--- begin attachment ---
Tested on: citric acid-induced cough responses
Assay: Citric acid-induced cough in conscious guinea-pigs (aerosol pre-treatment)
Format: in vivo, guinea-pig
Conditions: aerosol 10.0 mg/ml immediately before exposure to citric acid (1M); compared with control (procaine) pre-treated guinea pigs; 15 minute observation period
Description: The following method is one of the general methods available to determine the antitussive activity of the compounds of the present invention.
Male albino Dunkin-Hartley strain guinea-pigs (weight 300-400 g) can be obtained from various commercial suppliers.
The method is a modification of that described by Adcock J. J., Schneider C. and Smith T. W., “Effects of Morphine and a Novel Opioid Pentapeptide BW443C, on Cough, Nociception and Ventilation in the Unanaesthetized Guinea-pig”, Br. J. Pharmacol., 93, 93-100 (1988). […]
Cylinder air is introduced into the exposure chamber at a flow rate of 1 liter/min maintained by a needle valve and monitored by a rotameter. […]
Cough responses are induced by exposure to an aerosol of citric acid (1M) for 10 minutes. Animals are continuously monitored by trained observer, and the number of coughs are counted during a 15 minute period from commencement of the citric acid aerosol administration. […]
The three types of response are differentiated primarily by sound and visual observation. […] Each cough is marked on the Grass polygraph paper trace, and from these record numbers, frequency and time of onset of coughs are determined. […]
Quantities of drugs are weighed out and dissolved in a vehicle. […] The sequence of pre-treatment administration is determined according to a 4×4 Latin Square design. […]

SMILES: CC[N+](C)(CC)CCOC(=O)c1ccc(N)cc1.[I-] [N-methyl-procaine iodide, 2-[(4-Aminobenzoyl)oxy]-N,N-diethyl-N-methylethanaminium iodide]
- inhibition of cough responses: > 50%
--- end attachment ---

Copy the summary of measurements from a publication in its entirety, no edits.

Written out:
Tested on: citric acid-induced cough responses
Assay: Citric acid-induced cough in conscious guinea-pigs (aerosol pre-treatment)
Format: in vivo, guinea-pig
Conditions: aerosol 10.0 mg/ml immediately before exposure to citric acid (1M); compared with control (procaine) pre-treated guinea pigs; 15 minute observation period
Description: The following method is one of the general methods available to determine the antitussive activity of the compounds of the present invention.
Male albino Dunkin-Hartley strain guinea-pigs (weight 300-400 g) can be obtained from various commercial suppliers.
The method is a modification of that described by Adcock J. J., Schneider C. and Smith T. W., “Effects of Morphine and a Novel Opioid Pentapeptide BW443C, on Cough, Nociception and Ventilation in the Unanaesthetized Guinea-pig”, Br. J. Pharmacol., 93, 93-100 (1988). […]
Cylinder air is introduced into the exposure chamber at a flow rate of 1 liter/min maintained by a needle valve and monitored by a rotameter. […]
Cough responses are induced by exposure to an aerosol of citric acid (1M) for 10 minutes. Animals are continuously monitored by trained observer, and the number of coughs are counted during a 15 minute period from commencement of the citric acid aerosol administration. […]
The three types of response are differentiated primarily by sound and visual observation. […] Each cough is marked on the Grass polygraph paper trace, and from these record numbers, frequency and time of onset of coughs are determined. […]
Quantities of drugs are weighed out and dissolved in a vehicle. […] The sequence of pre-treatment administration is determined according to a 4×4 Latin Square design. […]

SMILES: CC[N+](C)(CC)CCOC(=O)c1ccc(N)cc1.[I-] [N-methyl-procaine iodide, 2-[(4-Aminobenzoyl)oxy]-N,N-diethyl-N-methylethanaminium iodide]
- inhibition of cough responses: > 50%